After the arrest the officers searched Thomas' Buick and discovered a hidden compartment, from which they recovered a number of items: 1) a brown paper bag containing $20,000, 2) a loaded Davis Industry.22 caliber handgun, 3) a scale commonly used to measure drugs, and 4) plastic bags and packaging consistent with breaking down a kilo of cocaine into smaller quantities. A subsequent vacuum sweep of the car revealed cocaine residue in the compartment as well.
On February 28, 2001, a grand jury returned a three-count indictment against Thomas and the three co-conspirators. Counts One and Two charged all four defendants with conspiracy to possess with intent to distribute cocaine and attempt to possess with intent to distribute cocaine. In addition, Count Three charged Thomas and Irvin with use of a firearm during and in relation to a drug trafficking crime.
Thomas was tried in a three-day bench trial. The district court admitted into evidence 18 tape-recorded phone conversations that Officer Romano had with Thomas and co-defendants DeLuca and Indihar. Although the tapes were made by Officer Romano, he was unable to testify at trial because he had been severely injured in a car accident. Instead, the government offered the testimony of Task Force Officer Edward Farrell to establish the foundation for the recordings. Officer Farrell testified that Officer Romano made the recordings in late May and early June, that the recordings included conversations with Thomas as well as co-defendants Indihar and DeLuca, and that Romano used a cassette recorder and an earpiece in order to record his own voice and the incoming voice from the telephone. Farrell testified that after Romano made the recordings, the tapes were taken into DEA custody. Finally, Farrell testified that he and the other officers had prepared and reviewed the transcripts and that they were a true and accurate transcription of the tapes.
The government also offered the testimony of Indihar to establish the authenticity of the tape recordings. Indihar testified that he had listened to each tape, and that he recognized the voices on the tapes. Indihar was a party to many of the taped conversations and was present with Thomas for most of Thomas' taped conversation with Romano (although Indihar testified that he walked away from this conversation briefly). He identified the voices of Officer Romano, DeLuca, and Thomas, as well as his own voice. Indihar also explained in detail the content of the tapes and testified that the transcripts of the tapes accurately reflected the recordings. After this testimony, the government moved for the admission of the 18 tape recordings. Thomas' counsel objected to the admission of some of the tapes, arguing that Indihar's testimony did not establish a proper foundation because he was not a party to some of the conversations on the tapes. The district court overruled the objection, holding that there was a sufficient foundation for the tapes in which Indihar "was present, he talked, ... or he was in the immediate presence and heard the conversations of the parties to the conversation or some of it at the time it was being recorded."
At the conclusion of the trial, the district court found Thomas guilty on all three counts of the indictment. Later, however, the court reversed the finding of guilty on Count Three, the firearm charge, holding that, although there was evidence that Thomas used a firearm in connection with the drug offense, the evidence did not establish proof beyond a reasonable doubt. The court entered a finding of not guilty on that count.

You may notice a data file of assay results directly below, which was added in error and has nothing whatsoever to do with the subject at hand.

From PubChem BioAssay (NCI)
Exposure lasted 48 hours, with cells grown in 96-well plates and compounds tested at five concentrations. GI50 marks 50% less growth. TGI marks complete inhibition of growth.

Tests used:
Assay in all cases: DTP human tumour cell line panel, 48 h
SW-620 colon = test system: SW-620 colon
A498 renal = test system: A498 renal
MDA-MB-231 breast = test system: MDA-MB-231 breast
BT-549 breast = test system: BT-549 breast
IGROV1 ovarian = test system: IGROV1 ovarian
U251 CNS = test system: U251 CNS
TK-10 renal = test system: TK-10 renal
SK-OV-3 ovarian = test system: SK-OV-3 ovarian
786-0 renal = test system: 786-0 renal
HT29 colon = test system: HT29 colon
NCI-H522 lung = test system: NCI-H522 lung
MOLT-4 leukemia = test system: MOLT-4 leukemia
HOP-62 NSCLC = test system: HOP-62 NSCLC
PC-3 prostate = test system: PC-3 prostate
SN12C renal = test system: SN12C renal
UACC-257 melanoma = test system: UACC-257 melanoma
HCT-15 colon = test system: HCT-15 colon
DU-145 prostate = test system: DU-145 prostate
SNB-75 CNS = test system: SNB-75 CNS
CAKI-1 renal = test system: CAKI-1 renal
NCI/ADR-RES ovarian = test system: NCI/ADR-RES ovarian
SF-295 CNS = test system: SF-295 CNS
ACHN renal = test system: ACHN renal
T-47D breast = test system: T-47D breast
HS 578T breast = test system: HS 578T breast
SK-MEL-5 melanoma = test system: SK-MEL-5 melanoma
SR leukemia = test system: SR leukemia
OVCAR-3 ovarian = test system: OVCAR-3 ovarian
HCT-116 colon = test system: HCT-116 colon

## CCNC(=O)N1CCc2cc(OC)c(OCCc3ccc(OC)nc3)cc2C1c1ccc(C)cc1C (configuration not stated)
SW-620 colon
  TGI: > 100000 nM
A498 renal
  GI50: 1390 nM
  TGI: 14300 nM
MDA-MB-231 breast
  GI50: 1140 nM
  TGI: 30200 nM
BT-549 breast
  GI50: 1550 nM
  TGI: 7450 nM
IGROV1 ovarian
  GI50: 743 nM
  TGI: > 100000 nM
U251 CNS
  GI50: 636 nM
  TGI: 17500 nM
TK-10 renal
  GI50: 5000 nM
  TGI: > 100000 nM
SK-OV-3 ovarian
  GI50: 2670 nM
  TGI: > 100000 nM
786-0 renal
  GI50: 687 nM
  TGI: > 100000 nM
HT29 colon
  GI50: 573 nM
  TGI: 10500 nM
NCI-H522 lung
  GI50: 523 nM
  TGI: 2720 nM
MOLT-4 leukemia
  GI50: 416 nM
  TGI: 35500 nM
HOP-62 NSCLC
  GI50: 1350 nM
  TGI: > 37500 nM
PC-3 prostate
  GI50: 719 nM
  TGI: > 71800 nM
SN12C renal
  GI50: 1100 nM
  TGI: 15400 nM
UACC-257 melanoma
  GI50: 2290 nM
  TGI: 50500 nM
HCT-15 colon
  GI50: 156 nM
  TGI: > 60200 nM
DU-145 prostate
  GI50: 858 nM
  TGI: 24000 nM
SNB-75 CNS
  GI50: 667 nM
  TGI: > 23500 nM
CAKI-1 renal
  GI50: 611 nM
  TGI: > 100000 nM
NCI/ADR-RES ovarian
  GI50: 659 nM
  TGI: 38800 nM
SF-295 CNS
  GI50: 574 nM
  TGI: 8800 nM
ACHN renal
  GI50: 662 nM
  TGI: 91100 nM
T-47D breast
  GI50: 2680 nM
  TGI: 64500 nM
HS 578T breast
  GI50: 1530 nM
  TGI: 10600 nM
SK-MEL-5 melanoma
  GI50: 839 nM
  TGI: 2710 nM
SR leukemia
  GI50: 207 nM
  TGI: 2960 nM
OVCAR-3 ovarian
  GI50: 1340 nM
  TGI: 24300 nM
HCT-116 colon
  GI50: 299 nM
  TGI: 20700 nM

At sentencing, the district court increased Thomas' base offense level two points, pursuant to section 3C2.1 of the Sentencing Guidelines, based on a finding that Thomas recklessly created a substantial risk of death or serious bodily injury to another person in the course of fleeing law enforcement. In addition, the court determined that Thomas possessed a firearm during the drug offense, and accordingly increased his offense level two points under section 2D1.1(b) (1) of the Guidelines. Thomas was sentenced to 102 months on each of Counts One and Two, to run concurrently. He appeals his conviction and sentence.
Thomas first argues that the district court erroneously admitted tape recordings, specifically Tape Recording 9, into evidence at trial without proper foundation or authentication. We generally review a district court's evidentiary rulings for an abuse of discretion. United States v. Hunt, 272 F.3d 488, 494 (7th Cir. 2001). Because of the great deference we give to a trial judge's evidentiary rulings, we will not reverse unless the record contains no evidence on which the trial judge rationally could have based its decision. United States v. Gajo, 290 F.3d 922 (7th Cir. 2002).
Tape Recording 9 contains a conversation between Thomas and Romano, in which Thomas is heard setting up a location to meet Officer Romano for the purchase of the cocaine, as well as a discussion of the terms under which Thomas will be permitted to test the quality of the cocaine. Thomas first contends that the district court erred in admitting the tape because Indihar, the government's primary foundation witness, was not a participant in the recorded conversations. Moreover, Thomas argues that Indihar was only present for part of the conversation with Romano and the government, therefore, failed to establish that the tape recording was a true, accurate and authentic verison of the actual conversation between Thomas and Romano. We disagree.